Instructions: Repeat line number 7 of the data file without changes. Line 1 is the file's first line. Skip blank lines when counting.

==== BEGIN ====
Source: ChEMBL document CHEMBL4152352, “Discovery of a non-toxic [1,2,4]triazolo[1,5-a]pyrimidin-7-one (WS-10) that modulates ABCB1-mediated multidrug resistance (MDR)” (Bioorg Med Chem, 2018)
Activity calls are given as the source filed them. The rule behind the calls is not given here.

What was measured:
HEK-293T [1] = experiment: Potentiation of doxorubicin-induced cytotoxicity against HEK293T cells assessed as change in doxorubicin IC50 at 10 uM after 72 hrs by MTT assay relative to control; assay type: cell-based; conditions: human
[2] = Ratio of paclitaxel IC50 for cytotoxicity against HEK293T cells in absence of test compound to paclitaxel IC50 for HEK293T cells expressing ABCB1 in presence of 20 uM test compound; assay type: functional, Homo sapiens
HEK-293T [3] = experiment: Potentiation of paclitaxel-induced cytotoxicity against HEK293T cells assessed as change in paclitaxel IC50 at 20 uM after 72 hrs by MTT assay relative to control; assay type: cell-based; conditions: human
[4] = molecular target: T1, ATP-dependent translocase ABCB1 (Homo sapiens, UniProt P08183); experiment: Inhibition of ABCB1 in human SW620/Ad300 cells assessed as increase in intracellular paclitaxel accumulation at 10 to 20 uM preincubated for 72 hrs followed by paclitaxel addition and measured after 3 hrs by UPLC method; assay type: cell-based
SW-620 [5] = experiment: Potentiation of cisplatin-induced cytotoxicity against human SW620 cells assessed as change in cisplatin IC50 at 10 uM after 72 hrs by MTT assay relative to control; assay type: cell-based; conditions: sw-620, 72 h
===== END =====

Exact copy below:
[4] = molecular target: T1, ATP-dependent translocase ABCB1 (Homo sapiens, UniProt P08183); experiment: Inhibition of ABCB1 in human SW620/Ad300 cells assessed as increase in intracellular paclitaxel accumulation at 10 to 20 uM preincubated for 72 hrs followed by paclitaxel addition and measured after 3 hrs by UPLC method; assay type: cell-based